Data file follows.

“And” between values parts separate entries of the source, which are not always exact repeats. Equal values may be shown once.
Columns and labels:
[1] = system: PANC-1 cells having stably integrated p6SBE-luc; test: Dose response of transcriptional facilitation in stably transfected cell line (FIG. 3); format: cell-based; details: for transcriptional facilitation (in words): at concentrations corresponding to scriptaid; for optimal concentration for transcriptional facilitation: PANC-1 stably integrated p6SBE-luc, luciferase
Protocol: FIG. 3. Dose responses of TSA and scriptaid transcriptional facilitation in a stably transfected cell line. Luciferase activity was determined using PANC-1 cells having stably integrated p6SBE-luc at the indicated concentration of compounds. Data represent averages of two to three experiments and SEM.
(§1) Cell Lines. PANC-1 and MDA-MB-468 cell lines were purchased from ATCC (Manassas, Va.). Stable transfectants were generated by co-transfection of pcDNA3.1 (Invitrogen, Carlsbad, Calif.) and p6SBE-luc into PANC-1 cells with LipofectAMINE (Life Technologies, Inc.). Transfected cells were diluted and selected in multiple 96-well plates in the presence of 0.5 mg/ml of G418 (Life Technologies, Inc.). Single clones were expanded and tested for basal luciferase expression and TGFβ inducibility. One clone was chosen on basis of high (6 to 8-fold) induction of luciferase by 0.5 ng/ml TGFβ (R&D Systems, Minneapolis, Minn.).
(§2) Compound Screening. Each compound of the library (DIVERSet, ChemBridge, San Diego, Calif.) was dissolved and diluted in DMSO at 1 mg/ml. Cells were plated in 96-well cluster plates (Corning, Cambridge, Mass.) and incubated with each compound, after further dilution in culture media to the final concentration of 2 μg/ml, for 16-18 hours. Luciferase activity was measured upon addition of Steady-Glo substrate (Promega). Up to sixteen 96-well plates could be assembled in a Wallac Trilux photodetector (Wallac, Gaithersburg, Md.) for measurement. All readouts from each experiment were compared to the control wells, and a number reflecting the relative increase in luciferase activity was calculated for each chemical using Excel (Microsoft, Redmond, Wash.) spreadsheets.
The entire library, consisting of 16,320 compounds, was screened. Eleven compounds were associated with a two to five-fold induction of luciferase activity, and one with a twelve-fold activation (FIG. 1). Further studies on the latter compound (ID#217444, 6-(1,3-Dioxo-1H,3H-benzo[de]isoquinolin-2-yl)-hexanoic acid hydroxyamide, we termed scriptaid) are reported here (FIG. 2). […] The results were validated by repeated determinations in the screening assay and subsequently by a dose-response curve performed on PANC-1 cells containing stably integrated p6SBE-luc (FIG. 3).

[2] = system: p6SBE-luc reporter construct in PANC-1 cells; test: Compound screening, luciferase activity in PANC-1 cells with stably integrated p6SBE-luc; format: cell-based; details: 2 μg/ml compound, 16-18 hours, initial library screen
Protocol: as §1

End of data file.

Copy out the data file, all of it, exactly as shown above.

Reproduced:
“And” between values parts separate entries of the source, which are not always exact repeats. Equal values may be shown once.
Columns and labels:
[1] = system: PANC-1 cells having stably integrated p6SBE-luc; test: Dose response of transcriptional facilitation in stably transfected cell line (FIG. 3); format: cell-based; details: for transcriptional facilitation (in words): at concentrations corresponding to scriptaid; for optimal concentration for transcriptional facilitation: PANC-1 stably integrated p6SBE-luc, luciferase
Protocol: FIG. 3. Dose responses of TSA and scriptaid transcriptional facilitation in a stably transfected cell line. Luciferase activity was determined using PANC-1 cells having stably integrated p6SBE-luc at the indicated concentration of compounds. Data represent averages of two to three experiments and SEM.
(§1) Cell Lines. PANC-1 and MDA-MB-468 cell lines were purchased from ATCC (Manassas, Va.). Stable transfectants were generated by co-transfection of pcDNA3.1 (Invitrogen, Carlsbad, Calif.) and p6SBE-luc into PANC-1 cells with LipofectAMINE (Life Technologies, Inc.). Transfected cells were diluted and selected in multiple 96-well plates in the presence of 0.5 mg/ml of G418 (Life Technologies, Inc.). Single clones were expanded and tested for basal luciferase expression and TGFβ inducibility. One clone was chosen on basis of high (6 to 8-fold) induction of luciferase by 0.5 ng/ml TGFβ (R&D Systems, Minneapolis, Minn.).
(§2) Compound Screening. Each compound of the library (DIVERSet, ChemBridge, San Diego, Calif.) was dissolved and diluted in DMSO at 1 mg/ml. Cells were plated in 96-well cluster plates (Corning, Cambridge, Mass.) and incubated with each compound, after further dilution in culture media to the final concentration of 2 μg/ml, for 16-18 hours. Luciferase activity was measured upon addition of Steady-Glo substrate (Promega). Up to sixteen 96-well plates could be assembled in a Wallac Trilux photodetector (Wallac, Gaithersburg, Md.) for measurement. All readouts from each experiment were compared to the control wells, and a number reflecting the relative increase in luciferase activity was calculated for each chemical using Excel (Microsoft, Redmond, Wash.) spreadsheets.
The entire library, consisting of 16,320 compounds, was screened. Eleven compounds were associated with a two to five-fold induction of luciferase activity, and one with a twelve-fold activation (FIG. 1). Further studies on the latter compound (ID#217444, 6-(1,3-Dioxo-1H,3H-benzo[de]isoquinolin-2-yl)-hexanoic acid hydroxyamide, we termed scriptaid) are reported here (FIG. 2). […] The results were validated by repeated determinations in the screening assay and subsequently by a dose-response curve performed on PANC-1 cells containing stably integrated p6SBE-luc (FIG. 3).

[2] = system: p6SBE-luc reporter construct in PANC-1 cells; test: Compound screening, luciferase activity in PANC-1 cells with stably integrated p6SBE-luc; format: cell-based; details: 2 μg/ml compound, 16-18 hours, initial library screen
Protocol: as §1